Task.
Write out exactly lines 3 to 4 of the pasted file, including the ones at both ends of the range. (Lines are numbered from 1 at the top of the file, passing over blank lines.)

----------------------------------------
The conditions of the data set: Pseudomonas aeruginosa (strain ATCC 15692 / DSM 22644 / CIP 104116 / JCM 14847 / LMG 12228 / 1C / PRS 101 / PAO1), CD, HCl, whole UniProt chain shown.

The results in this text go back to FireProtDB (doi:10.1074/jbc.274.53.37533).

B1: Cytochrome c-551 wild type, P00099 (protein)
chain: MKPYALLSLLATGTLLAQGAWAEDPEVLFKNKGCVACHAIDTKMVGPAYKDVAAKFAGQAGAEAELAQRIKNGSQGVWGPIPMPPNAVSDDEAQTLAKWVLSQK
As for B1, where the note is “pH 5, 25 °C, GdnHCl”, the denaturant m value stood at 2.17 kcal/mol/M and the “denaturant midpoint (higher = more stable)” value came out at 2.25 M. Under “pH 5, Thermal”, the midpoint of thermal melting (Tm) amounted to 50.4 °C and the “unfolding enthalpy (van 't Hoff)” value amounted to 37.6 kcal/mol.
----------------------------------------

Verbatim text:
B1: Cytochrome c-551 wild type, P00099 (protein)
chain: MKPYALLSLLATGTLLAQGAWAEDPEVLFKNKGCVACHAIDTKMVGPAYKDVAAKFAGQAGAEAELAQRIKNGSQGVWGPIPMPPNAVSDDEAQTLAKWVLSQK